Just as the jealous Chaldeans schemed to bring the wrath of the king upon the Hebrew eunuchs, we are happy to sic the state’s bureaucrats on these “trouble makers.” Their implicit rejection of America’s most venerated idol, Materialism, (a.k.a. “Individualism”) spurs us to heat the furnace and feed the lions.

Young families must make the decision: Will junior go to day care and day school, or will mom stay home and raise him? The rationalizations begin. "A family just can't make it on one income." (Our parents did.) "It just costs so much to raise a child nowadays." (Yeah, if you buy brand-name clothing, pre-prepared food, join every club and activity, and spend half the cost of a house on the daughter’s wedding, it does.) And so, the decision is made. We give up the bulk of our waking hours with our children, as well as the formation of their minds, philosophies, and attitudes, to strangers. We compensate by getting a boat to take them to the river, a van to carry them to Little League, a 2,800-square-foot house, an ATV, a zero-turn Cub Cadet, and a fund to finance a brand-name college education. And most significantly, we claim “our right” to pursue a career for our own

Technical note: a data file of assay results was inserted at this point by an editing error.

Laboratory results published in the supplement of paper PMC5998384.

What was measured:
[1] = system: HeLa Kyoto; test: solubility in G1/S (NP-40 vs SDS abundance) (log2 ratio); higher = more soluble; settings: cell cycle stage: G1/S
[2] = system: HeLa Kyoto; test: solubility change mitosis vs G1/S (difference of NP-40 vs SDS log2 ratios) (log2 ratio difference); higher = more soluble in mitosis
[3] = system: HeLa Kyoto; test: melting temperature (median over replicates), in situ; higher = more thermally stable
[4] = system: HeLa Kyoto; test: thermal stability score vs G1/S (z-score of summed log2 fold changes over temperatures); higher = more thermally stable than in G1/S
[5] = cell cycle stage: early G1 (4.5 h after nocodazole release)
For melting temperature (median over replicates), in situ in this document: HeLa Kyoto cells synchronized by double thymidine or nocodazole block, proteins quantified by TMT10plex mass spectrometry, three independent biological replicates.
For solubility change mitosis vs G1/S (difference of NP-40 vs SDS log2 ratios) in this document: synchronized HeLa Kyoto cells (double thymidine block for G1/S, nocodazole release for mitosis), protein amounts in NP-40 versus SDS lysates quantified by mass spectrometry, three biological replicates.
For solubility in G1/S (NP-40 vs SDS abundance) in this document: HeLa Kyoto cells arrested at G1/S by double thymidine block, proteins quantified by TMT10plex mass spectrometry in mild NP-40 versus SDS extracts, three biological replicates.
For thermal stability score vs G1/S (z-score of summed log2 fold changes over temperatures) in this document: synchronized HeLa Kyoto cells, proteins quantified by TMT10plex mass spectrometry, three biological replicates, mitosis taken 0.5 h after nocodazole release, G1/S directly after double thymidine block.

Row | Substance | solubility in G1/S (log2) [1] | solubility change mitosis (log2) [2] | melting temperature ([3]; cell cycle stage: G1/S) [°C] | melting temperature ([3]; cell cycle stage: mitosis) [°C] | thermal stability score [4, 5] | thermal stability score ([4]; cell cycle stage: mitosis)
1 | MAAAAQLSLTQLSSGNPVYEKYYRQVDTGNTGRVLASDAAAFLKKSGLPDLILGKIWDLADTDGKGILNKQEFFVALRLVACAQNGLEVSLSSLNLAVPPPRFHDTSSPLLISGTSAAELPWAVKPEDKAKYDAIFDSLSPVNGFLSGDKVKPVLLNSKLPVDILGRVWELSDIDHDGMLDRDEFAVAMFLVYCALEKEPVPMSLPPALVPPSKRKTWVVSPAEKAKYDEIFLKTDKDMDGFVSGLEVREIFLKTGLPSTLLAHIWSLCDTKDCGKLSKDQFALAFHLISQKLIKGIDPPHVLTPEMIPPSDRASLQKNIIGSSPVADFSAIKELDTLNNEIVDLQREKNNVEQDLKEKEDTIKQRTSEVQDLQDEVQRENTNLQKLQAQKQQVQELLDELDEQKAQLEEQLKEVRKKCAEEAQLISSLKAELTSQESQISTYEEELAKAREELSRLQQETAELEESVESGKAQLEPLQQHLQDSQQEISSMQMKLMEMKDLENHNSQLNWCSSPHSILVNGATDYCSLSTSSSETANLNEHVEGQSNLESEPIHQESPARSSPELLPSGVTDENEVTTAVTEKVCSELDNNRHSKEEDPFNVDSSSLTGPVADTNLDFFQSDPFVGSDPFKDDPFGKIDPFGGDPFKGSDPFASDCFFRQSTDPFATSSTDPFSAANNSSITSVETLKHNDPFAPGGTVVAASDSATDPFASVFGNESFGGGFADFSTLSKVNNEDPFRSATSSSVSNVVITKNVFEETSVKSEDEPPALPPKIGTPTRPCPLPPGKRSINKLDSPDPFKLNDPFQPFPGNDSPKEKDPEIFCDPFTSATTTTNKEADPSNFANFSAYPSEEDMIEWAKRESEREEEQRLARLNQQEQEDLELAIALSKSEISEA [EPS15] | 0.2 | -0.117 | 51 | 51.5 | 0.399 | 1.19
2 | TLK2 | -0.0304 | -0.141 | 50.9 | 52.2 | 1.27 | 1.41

Deep down, however, we know that our generation has eaten its seed corn. We lack the discipline and the vision to deny ourselves in the hope of something enduring and worthy for our posterity. We are tired from working extra jobs, and the looming depression threatens our 401k’s. Credit cards are nearly maxed, and it costs a $100 to fuel the Suburban. Now the kid is raising hell again, demanding the latest Play Station as his price for doing his school work … and there goes that modest young woman in the home-made dress with her four bright-eyed, well-behaved home-schooled children in tow. Wouldn’t you just love to wipe that serene look right off her smug face?

Is it any wonder we hate her so?

Sonny Scott a community columnist, lives on Sparta Road in Chickasaw County and his e-mail address is

Appeared originally in the Northeast Mississippi Daily Journal, 6/8/2008, section 0 , page 0